As the season changes, so too the arts scene in Carmel. This week, it was announced that Jeffrey McDermott a 30-year resident of Carmel and a seven-year board member, will be the President and CEO of the Center for the Performing Arts. And with his tenure, he says, will come increased attention to educational programs and a focus on bringing in — in his words — more “robust” performers.
A change was certainly what McDermott was looking for, after spending three decades as a partner at Krieg DeVault law firm.
“I love the challenge and competition of litigation,” McDermott said. “But after 31 years, I was certainly interested in doing something else. Litigation is one of the only professions I can think of where everything you do, someone is trying to undo. You have a team working on a case together, but on the other side, there’s people working with a completely different goal. One of the things I’m enjoying the most about the Center is that it’s completely collaborative… It’s not about winning, it’s about performing and enriching our body and mind and spirit.”
Along with being a partner at Krieg DeVault LLP, Jeffrey C. McDermott has served as the interim leader of the Center for the Performing Arts since the August 2016 departure of Tania Castroverde Moskalenko. During the past year, he has brought his skills from the law firm and gained new skills that have helped prepare him for his new position.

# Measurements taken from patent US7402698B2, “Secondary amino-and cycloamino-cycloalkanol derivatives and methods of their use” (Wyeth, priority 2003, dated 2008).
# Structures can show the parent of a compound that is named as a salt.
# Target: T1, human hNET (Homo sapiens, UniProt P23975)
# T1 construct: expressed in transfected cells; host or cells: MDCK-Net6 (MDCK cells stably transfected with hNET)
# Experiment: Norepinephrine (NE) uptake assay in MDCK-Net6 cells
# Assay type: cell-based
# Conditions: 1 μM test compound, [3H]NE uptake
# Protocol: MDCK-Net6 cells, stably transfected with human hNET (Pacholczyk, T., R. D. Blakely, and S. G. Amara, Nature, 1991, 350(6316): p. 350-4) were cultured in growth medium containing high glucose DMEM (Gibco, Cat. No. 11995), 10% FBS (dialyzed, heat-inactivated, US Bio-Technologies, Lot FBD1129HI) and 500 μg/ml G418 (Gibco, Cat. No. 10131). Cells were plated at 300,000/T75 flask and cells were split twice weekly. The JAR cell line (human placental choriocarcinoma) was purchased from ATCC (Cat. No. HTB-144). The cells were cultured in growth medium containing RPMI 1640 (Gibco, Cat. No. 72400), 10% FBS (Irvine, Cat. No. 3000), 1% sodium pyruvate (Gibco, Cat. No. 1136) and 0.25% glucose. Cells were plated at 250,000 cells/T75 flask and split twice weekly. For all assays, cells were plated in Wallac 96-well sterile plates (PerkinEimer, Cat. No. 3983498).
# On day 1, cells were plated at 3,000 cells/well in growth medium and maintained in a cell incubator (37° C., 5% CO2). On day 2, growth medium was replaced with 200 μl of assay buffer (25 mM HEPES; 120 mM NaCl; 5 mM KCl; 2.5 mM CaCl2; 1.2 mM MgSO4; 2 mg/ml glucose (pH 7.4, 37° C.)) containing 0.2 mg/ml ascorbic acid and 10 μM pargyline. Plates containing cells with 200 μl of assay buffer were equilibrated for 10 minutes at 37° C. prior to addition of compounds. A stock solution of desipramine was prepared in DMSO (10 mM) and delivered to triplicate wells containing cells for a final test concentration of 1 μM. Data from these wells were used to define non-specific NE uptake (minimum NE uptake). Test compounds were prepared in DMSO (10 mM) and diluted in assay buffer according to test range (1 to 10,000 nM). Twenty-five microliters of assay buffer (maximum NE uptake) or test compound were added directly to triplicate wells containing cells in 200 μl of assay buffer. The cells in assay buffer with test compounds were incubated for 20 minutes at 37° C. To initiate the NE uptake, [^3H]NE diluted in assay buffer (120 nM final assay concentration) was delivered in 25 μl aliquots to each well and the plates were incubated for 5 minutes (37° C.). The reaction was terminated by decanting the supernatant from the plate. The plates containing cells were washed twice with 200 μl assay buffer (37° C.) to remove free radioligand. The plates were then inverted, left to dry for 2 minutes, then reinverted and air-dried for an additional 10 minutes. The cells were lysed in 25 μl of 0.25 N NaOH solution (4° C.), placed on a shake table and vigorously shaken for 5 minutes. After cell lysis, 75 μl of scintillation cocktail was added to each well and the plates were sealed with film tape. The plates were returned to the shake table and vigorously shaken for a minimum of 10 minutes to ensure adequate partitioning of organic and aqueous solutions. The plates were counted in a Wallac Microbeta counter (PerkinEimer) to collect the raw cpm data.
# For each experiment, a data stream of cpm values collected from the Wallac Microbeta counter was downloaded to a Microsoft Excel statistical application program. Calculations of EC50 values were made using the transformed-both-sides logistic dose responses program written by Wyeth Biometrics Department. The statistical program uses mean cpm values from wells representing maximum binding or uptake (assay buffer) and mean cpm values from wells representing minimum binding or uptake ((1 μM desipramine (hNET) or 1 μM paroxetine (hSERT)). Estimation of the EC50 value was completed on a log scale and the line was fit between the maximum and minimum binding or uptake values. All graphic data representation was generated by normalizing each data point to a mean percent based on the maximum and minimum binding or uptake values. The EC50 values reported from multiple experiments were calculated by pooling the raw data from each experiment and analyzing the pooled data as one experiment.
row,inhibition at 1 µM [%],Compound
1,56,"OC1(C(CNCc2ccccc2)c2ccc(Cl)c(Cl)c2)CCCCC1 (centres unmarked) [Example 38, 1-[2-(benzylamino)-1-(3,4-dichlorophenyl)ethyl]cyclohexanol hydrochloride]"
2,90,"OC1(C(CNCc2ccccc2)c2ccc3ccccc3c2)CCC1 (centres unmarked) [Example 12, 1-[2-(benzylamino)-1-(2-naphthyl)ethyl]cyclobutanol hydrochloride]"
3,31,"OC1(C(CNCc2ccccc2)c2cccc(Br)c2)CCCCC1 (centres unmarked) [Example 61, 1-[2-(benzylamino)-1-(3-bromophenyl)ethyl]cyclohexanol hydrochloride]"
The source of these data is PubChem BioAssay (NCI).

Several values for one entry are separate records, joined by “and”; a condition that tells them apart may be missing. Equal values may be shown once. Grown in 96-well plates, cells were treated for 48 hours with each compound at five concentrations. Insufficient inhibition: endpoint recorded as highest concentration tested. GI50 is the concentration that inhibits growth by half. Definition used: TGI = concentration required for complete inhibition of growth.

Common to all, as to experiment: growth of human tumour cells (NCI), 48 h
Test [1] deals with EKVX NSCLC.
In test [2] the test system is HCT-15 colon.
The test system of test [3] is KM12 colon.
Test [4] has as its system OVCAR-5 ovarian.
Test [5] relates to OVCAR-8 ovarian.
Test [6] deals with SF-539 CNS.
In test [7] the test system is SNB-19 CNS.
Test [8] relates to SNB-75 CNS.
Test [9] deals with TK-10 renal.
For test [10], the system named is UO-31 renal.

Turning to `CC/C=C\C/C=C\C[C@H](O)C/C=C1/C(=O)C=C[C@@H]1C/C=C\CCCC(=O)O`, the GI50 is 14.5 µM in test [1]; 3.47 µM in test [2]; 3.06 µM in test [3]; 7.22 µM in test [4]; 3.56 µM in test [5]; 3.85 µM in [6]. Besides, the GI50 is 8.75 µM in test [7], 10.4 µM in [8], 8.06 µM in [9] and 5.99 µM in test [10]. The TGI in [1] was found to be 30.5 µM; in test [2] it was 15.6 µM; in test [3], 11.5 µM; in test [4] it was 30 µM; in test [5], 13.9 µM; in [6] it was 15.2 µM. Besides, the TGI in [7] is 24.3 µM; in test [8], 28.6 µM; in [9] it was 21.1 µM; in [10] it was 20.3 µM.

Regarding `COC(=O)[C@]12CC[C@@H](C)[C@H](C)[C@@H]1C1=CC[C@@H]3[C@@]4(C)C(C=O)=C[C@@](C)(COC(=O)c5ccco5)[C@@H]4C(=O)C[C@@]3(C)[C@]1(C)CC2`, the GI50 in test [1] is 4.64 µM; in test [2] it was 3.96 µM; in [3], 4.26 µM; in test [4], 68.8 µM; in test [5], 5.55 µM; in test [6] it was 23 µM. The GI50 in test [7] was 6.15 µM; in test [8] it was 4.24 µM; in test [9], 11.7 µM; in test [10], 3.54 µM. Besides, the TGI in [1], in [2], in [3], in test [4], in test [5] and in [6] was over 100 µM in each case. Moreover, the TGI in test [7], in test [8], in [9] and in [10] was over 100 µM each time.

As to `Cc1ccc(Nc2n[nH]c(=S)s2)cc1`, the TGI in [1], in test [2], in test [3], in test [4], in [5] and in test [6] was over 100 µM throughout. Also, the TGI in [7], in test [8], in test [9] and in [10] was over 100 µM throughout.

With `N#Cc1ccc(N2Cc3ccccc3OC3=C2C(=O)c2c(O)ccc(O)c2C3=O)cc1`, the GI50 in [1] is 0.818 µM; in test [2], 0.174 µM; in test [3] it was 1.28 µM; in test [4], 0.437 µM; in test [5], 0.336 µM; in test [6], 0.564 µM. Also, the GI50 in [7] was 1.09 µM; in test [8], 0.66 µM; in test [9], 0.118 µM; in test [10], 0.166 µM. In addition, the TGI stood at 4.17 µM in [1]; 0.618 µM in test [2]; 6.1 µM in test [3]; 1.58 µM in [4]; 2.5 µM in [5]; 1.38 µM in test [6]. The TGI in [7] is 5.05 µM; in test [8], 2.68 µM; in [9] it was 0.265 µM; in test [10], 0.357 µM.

“I managed our [Krieg DeVault] Carmel office for 15 years, it’s a lot of the same principles. Hopefully you’ve got strong people skills, you understand budgets,” McDermott explained. “So some of those things were similar for me. Some of the things were different for me. I didn’t really understand programming or marketing. But we have great staff members who do that, so I just dedicated myself to learning what they do, but also not to get in their way.”
With his new position confirmed, McDermott is looking towards the future of the Center, in terms of financing, programming and ticket sales at all three of its venues; the Tarkington Theatre, the Studio Theatre, and the Palladium.
A nonprofit, but also a business
In 2014, The Indianapolis Star reported a $40 million endowment that was intended to be the Center’s main source of financing. That endowment never came through, creating difficulties in predicting a budget.
“I think there was always the hope when the Center was built that there would be the ability to create an endowment to help sustain it in the early years. That didn’t happen,” McDermott said. “We’ve got a great board of directors, and they’re always finding opportunities to get funds. We, as a board, know that our goal has been to continue to help the Center mature. We’re blessed with a strong board of business leaders and arts leaders with the long term goal of sustainability.”
Ticket sales play a large role in how much money the Center brings in every year. With a wide range of ticket prices — ranging from $35.00 to $350.00 in the upcoming Oct. 12 Michael McDonald concert, for example — pricing is something that is always on the mind of board members.